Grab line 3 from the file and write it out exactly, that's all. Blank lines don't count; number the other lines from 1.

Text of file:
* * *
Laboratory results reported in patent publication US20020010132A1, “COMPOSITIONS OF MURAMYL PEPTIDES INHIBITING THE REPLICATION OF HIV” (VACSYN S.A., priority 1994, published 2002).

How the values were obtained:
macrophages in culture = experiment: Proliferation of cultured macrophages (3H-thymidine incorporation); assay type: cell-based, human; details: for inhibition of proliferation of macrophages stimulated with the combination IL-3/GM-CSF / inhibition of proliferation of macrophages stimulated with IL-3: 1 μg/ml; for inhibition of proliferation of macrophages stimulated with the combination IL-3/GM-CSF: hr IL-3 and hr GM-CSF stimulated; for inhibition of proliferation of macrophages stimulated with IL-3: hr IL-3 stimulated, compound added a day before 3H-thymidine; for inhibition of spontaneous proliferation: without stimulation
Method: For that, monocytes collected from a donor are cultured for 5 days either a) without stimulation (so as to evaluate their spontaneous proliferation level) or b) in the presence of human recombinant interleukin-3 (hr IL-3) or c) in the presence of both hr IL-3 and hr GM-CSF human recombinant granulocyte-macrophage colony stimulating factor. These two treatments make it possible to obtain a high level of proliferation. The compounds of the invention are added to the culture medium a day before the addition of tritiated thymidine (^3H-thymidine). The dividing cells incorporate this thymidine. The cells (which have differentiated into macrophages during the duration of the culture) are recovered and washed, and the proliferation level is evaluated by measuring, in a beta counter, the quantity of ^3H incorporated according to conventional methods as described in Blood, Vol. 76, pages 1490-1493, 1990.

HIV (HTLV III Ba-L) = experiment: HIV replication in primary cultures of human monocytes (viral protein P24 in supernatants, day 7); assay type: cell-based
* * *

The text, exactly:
macrophages in culture = experiment: Proliferation of cultured macrophages (3H-thymidine incorporation); assay type: cell-based, human; details: for inhibition of proliferation of macrophages stimulated with the combination IL-3/GM-CSF / inhibition of proliferation of macrophages stimulated with IL-3: 1 μg/ml; for inhibition of proliferation of macrophages stimulated with the combination IL-3/GM-CSF: hr IL-3 and hr GM-CSF stimulated; for inhibition of proliferation of macrophages stimulated with IL-3: hr IL-3 stimulated, compound added a day before 3H-thymidine; for inhibition of spontaneous proliferation: without stimulation